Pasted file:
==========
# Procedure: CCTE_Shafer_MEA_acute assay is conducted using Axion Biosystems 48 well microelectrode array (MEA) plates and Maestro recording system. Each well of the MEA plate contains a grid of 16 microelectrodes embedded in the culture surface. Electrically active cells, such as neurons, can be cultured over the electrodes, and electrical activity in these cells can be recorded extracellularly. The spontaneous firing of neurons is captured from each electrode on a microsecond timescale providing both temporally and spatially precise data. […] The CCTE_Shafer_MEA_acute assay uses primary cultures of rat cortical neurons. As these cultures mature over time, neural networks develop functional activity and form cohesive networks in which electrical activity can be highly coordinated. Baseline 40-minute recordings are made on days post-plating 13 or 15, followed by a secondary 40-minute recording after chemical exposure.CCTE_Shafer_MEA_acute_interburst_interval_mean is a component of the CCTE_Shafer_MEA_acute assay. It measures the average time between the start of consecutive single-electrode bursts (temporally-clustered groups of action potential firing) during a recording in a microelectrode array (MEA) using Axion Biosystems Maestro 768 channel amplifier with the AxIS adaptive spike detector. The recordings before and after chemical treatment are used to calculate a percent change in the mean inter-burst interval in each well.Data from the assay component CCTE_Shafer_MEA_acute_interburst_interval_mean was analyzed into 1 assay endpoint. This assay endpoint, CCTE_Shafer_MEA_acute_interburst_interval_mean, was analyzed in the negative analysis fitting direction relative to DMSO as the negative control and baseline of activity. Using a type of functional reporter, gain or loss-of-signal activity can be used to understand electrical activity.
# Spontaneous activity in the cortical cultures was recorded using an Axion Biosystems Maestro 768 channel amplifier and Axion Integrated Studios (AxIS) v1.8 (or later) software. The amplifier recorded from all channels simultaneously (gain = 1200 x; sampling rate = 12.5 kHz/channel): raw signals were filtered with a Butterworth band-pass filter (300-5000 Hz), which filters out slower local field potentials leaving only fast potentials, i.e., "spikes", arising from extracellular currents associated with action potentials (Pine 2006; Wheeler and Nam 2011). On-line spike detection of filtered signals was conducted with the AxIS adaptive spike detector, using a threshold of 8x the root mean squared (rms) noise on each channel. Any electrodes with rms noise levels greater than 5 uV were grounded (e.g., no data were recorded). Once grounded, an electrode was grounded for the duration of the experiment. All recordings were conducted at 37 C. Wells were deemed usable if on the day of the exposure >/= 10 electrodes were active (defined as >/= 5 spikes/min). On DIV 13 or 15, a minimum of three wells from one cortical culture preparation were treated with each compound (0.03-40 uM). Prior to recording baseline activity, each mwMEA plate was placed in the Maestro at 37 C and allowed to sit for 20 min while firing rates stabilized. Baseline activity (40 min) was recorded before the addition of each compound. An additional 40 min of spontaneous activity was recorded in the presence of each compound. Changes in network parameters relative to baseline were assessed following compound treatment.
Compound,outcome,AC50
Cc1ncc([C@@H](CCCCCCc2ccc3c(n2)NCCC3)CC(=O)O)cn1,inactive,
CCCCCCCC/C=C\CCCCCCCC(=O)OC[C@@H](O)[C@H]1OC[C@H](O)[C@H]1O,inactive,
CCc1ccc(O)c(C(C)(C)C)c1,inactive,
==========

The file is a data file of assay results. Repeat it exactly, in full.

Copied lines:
# Procedure: CCTE_Shafer_MEA_acute assay is conducted using Axion Biosystems 48 well microelectrode array (MEA) plates and Maestro recording system. Each well of the MEA plate contains a grid of 16 microelectrodes embedded in the culture surface. Electrically active cells, such as neurons, can be cultured over the electrodes, and electrical activity in these cells can be recorded extracellularly. The spontaneous firing of neurons is captured from each electrode on a microsecond timescale providing both temporally and spatially precise data. […] The CCTE_Shafer_MEA_acute assay uses primary cultures of rat cortical neurons. As these cultures mature over time, neural networks develop functional activity and form cohesive networks in which electrical activity can be highly coordinated. Baseline 40-minute recordings are made on days post-plating 13 or 15, followed by a secondary 40-minute recording after chemical exposure.CCTE_Shafer_MEA_acute_interburst_interval_mean is a component of the CCTE_Shafer_MEA_acute assay. It measures the average time between the start of consecutive single-electrode bursts (temporally-clustered groups of action potential firing) during a recording in a microelectrode array (MEA) using Axion Biosystems Maestro 768 channel amplifier with the AxIS adaptive spike detector. The recordings before and after chemical treatment are used to calculate a percent change in the mean inter-burst interval in each well.Data from the assay component CCTE_Shafer_MEA_acute_interburst_interval_mean was analyzed into 1 assay endpoint. This assay endpoint, CCTE_Shafer_MEA_acute_interburst_interval_mean, was analyzed in the negative analysis fitting direction relative to DMSO as the negative control and baseline of activity. Using a type of functional reporter, gain or loss-of-signal activity can be used to understand electrical activity.
# Spontaneous activity in the cortical cultures was recorded using an Axion Biosystems Maestro 768 channel amplifier and Axion Integrated Studios (AxIS) v1.8 (or later) software. The amplifier recorded from all channels simultaneously (gain = 1200 x; sampling rate = 12.5 kHz/channel): raw signals were filtered with a Butterworth band-pass filter (300-5000 Hz), which filters out slower local field potentials leaving only fast potentials, i.e., "spikes", arising from extracellular currents associated with action potentials (Pine 2006; Wheeler and Nam 2011). On-line spike detection of filtered signals was conducted with the AxIS adaptive spike detector, using a threshold of 8x the root mean squared (rms) noise on each channel. Any electrodes with rms noise levels greater than 5 uV were grounded (e.g., no data were recorded). Once grounded, an electrode was grounded for the duration of the experiment. All recordings were conducted at 37 C. Wells were deemed usable if on the day of the exposure >/= 10 electrodes were active (defined as >/= 5 spikes/min). On DIV 13 or 15, a minimum of three wells from one cortical culture preparation were treated with each compound (0.03-40 uM). Prior to recording baseline activity, each mwMEA plate was placed in the Maestro at 37 C and allowed to sit for 20 min while firing rates stabilized. Baseline activity (40 min) was recorded before the addition of each compound. An additional 40 min of spontaneous activity was recorded in the presence of each compound. Changes in network parameters relative to baseline were assessed following compound treatment.
Compound,outcome,AC50
Cc1ncc([C@@H](CCCCCCc2ccc3c(n2)NCCC3)CC(=O)O)cn1,inactive,
CCCCCCCC/C=C\CCCCCCCC(=O)OC[C@@H](O)[C@H]1OC[C@H](O)[C@H]1O,inactive,
CCc1ccc(O)c(C(C)(C)C)c1,inactive,